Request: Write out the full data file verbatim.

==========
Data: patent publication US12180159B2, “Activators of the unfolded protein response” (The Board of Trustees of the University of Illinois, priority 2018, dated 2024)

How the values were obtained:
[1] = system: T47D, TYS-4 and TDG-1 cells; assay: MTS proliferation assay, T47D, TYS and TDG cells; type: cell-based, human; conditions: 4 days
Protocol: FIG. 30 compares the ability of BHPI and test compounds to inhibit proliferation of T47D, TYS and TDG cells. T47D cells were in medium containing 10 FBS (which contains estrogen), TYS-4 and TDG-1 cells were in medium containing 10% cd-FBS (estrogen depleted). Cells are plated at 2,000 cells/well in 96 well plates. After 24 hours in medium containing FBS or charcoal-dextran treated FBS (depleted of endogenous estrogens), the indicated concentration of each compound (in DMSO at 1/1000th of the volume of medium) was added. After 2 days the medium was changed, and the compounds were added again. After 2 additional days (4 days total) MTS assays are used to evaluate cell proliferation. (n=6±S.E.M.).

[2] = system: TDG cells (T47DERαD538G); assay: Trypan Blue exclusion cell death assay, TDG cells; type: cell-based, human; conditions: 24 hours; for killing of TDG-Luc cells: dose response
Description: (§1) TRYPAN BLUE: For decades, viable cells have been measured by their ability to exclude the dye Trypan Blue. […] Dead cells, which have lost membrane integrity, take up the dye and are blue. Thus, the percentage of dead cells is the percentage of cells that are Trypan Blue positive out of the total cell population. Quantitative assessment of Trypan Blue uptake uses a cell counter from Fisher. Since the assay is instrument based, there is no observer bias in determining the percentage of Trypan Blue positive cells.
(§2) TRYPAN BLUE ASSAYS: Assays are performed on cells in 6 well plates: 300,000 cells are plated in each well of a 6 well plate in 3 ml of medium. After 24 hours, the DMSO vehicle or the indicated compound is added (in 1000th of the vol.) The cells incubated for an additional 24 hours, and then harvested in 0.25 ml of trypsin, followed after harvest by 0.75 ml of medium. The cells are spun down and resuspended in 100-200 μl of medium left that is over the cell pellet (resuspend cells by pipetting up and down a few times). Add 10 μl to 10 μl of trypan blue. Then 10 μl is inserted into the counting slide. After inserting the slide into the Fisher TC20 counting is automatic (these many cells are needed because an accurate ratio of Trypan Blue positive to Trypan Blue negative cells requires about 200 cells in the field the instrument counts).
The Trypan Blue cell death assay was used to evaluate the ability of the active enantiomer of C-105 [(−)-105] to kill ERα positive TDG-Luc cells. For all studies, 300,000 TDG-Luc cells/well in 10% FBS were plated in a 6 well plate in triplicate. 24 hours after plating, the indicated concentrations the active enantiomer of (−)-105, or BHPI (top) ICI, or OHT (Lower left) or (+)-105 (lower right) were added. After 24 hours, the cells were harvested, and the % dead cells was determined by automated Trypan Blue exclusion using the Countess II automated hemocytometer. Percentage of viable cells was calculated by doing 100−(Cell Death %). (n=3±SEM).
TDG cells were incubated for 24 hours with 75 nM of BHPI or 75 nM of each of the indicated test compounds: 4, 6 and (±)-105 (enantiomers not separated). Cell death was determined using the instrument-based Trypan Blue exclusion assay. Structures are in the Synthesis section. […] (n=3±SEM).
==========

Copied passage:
Data: patent publication US12180159B2, “Activators of the unfolded protein response” (The Board of Trustees of the University of Illinois, priority 2018, dated 2024)

How the values were obtained:
[1] = system: T47D, TYS-4 and TDG-1 cells; assay: MTS proliferation assay, T47D, TYS and TDG cells; type: cell-based, human; conditions: 4 days
Protocol: FIG. 30 compares the ability of BHPI and test compounds to inhibit proliferation of T47D, TYS and TDG cells. T47D cells were in medium containing 10 FBS (which contains estrogen), TYS-4 and TDG-1 cells were in medium containing 10% cd-FBS (estrogen depleted). Cells are plated at 2,000 cells/well in 96 well plates. After 24 hours in medium containing FBS or charcoal-dextran treated FBS (depleted of endogenous estrogens), the indicated concentration of each compound (in DMSO at 1/1000th of the volume of medium) was added. After 2 days the medium was changed, and the compounds were added again. After 2 additional days (4 days total) MTS assays are used to evaluate cell proliferation. (n=6±S.E.M.).

[2] = system: TDG cells (T47DERαD538G); assay: Trypan Blue exclusion cell death assay, TDG cells; type: cell-based, human; conditions: 24 hours; for killing of TDG-Luc cells: dose response
Description: (§1) TRYPAN BLUE: For decades, viable cells have been measured by their ability to exclude the dye Trypan Blue. […] Dead cells, which have lost membrane integrity, take up the dye and are blue. Thus, the percentage of dead cells is the percentage of cells that are Trypan Blue positive out of the total cell population. Quantitative assessment of Trypan Blue uptake uses a cell counter from Fisher. Since the assay is instrument based, there is no observer bias in determining the percentage of Trypan Blue positive cells.
(§2) TRYPAN BLUE ASSAYS: Assays are performed on cells in 6 well plates: 300,000 cells are plated in each well of a 6 well plate in 3 ml of medium. After 24 hours, the DMSO vehicle or the indicated compound is added (in 1000th of the vol.) The cells incubated for an additional 24 hours, and then harvested in 0.25 ml of trypsin, followed after harvest by 0.75 ml of medium. The cells are spun down and resuspended in 100-200 μl of medium left that is over the cell pellet (resuspend cells by pipetting up and down a few times). Add 10 μl to 10 μl of trypan blue. Then 10 μl is inserted into the counting slide. After inserting the slide into the Fisher TC20 counting is automatic (these many cells are needed because an accurate ratio of Trypan Blue positive to Trypan Blue negative cells requires about 200 cells in the field the instrument counts).
The Trypan Blue cell death assay was used to evaluate the ability of the active enantiomer of C-105 [(−)-105] to kill ERα positive TDG-Luc cells. For all studies, 300,000 TDG-Luc cells/well in 10% FBS were plated in a 6 well plate in triplicate. 24 hours after plating, the indicated concentrations the active enantiomer of (−)-105, or BHPI (top) ICI, or OHT (Lower left) or (+)-105 (lower right) were added. After 24 hours, the cells were harvested, and the % dead cells was determined by automated Trypan Blue exclusion using the Countess II automated hemocytometer. Percentage of viable cells was calculated by doing 100−(Cell Death %). (n=3±SEM).
TDG cells were incubated for 24 hours with 75 nM of BHPI or 75 nM of each of the indicated test compounds: 4, 6 and (±)-105 (enantiomers not separated). Cell death was determined using the instrument-based Trypan Blue exclusion assay. Structures are in the Synthesis section. […] (n=3±SEM).